This illustrates a common experience of the anchorites, that withdrawing to the desert did not reduce temptations, but merely relocated them - and that temptation was more intense than ever. Many of them confessed that they were often in a torment of sexual temptation, even though they may not have seen a woman for years.
The anchorite lifestyle was often extremely rigorous. One hermit, Dorotheus, lived 60 years in a cave, would gather stones in the noon day sun, and always slept seated. Asked why he subjected his body to such harsh treatment, he said: "It kills me. I will kill it". Another hermit, Macarius, claimed to have stood upright through the entire period of Lent (the 40 days fast before Easter). Another, Sisoes, confessed that his greatest desire was to be held in contempt by everyone.
There can be no denying the Christian devotion of the early monks, even when we allow for the exaggeration and embellishments of their publicists. Many of them were people of outstandingly godly character, and no doubt attained great heights of spiritual awareness. They show us all up, in the hurriedness of our own prayer.
But there was a dark side. Alone in the desert, short of sleep and food, the anchorites were also prey to delusions, and many gave way to extremist or bizarre behaviour. The most fanatical of all were the Syrian ascetics. Some placed themselves in holes, so small they could never straighten up. One monk installed stones and thorns in his hollowed-out log, so that they would constantly press against his head and body.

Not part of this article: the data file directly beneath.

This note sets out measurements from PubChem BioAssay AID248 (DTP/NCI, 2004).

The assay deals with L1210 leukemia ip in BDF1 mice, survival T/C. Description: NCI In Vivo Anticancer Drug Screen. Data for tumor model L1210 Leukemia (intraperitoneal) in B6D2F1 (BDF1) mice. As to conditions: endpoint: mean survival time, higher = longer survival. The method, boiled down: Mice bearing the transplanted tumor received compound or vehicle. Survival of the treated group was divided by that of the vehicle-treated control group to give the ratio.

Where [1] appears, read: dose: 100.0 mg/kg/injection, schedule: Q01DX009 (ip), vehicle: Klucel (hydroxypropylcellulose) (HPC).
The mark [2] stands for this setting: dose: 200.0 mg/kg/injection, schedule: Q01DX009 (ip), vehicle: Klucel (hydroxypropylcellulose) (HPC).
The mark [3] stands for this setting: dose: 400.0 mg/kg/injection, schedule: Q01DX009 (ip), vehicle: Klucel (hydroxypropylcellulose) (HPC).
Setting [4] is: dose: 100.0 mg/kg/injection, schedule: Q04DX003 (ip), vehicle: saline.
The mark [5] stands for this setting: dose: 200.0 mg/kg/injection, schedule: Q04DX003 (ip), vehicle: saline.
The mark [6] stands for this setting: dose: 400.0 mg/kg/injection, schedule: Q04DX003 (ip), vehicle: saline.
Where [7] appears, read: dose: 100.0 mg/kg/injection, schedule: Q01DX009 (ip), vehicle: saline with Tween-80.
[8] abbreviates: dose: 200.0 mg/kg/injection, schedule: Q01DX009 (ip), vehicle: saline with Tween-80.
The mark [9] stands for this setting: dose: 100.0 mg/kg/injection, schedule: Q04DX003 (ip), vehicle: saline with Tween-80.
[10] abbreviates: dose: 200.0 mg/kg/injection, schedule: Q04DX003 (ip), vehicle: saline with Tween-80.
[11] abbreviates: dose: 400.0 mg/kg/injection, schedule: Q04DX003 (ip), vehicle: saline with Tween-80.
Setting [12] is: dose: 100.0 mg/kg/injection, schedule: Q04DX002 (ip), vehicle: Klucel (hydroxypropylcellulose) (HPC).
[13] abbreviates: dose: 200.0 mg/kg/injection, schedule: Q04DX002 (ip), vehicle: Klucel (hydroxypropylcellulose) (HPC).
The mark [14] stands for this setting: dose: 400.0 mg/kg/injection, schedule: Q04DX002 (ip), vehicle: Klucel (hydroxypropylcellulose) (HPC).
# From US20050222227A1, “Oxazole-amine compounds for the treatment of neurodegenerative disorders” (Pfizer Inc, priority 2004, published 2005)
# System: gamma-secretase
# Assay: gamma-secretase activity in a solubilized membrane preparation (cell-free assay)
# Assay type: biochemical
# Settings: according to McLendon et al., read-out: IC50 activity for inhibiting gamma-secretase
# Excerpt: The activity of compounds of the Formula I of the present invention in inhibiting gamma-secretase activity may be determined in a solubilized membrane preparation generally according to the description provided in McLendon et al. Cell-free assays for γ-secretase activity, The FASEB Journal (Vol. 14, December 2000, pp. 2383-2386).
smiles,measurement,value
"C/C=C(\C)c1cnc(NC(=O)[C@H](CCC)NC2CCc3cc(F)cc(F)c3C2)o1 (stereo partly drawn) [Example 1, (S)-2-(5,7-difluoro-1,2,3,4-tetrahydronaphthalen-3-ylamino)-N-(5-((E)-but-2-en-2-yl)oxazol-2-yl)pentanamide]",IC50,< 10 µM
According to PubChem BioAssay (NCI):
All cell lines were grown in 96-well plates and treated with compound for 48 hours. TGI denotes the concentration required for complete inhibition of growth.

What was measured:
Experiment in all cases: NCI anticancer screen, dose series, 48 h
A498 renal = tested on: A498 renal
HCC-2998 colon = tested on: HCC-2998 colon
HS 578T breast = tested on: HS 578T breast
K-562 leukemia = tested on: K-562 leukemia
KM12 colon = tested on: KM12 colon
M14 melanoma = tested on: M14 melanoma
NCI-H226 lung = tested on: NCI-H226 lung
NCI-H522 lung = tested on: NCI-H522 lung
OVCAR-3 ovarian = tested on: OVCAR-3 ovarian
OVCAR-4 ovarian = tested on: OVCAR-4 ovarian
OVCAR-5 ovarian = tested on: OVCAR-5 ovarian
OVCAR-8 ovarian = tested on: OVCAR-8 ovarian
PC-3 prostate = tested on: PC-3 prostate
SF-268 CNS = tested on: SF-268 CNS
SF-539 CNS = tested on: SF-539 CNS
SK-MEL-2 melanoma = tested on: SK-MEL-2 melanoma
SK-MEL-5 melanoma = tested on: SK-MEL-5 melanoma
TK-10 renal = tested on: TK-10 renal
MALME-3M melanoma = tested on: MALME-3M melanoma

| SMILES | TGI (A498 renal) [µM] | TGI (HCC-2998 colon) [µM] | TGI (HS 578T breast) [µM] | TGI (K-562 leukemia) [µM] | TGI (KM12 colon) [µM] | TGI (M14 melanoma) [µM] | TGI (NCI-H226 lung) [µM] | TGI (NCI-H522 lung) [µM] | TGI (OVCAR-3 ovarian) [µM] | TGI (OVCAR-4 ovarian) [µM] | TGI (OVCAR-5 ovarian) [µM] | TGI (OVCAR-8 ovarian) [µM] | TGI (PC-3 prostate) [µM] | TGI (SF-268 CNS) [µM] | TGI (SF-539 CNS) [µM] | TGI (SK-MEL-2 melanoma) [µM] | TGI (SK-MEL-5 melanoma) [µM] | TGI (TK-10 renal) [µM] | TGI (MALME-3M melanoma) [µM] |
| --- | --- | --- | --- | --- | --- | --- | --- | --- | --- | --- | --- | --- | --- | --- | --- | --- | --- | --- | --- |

Some lived on mountain summits, some in tombs, some in perpetual darkness. Others wore iron chains, so that they would be permanently bent to the ground, or would have to go around on all fours. Some took off their clothes and lived their lives as 'browsers', grazing on grass and herbs.
Some adopted the spiritual discipline of 'stasis', standing completely still for long periods, resisting the temptation to move - even slightly - regardless of weather, distractions, or crowds of spectators. Such obsessive asceticism was far removed in spirit from the freedom of the Gospel.
The stars of Syrian asceticism were the stylites, who spent their lives praying at the top of tall stone pillars. The most famous of these was Simeon, who lived for 40 years atop a 50 foot stone column. Many people flocked to the base of the pillar, to ask Simeon - who was believed to be on very close terms with God - to pray on their account. In all this, there was much that reflected the patterns and ideas of paganism, such as the deep veneration of holy men and belief in intermediaries.
In the fourth century, there began a gradual move away from solitary monasticism towards monks living in monastic communities. This development was very helpful in curbing most of the extremes and eccentricities of early monasticism. It also reintroduced a key element in Christian discipleship: the sanctifying effect of having to live in proximity to others. In the next few centuries, the monasteries were to be highly strategic in the Christianisation of the West - but more on that another time.
When we consider the Desert Fathers, we can rightly be challenged by their faith, their commitment, their self-discipline, their disregard of worldly comfort and success, their stunning prayerfulness. But there remains a basic fallacy in their quest. God calls us to himself, in Christ. He then sends us out, not into the desert, but into the world - a world crammed with lost and hurting people.
We all need those times of stepping aside: in unhurried prayer, or in battling prayer. But Jesus' times in prayer were not his ultimate destination. They were not the model for the whole of Christian living. They were the prelude - and accompaniment - to costly service in the midst of humanity.
3 "Do not love the world or the things in it. If anyone loves the world, the love of the Father is not in him. For all that is in the world, the lust of the flesh and the lust of the eyes and the pride of life, is not of the Father but of the world. And the world passes away, and the lust of it, but he who does the will of God abides forever."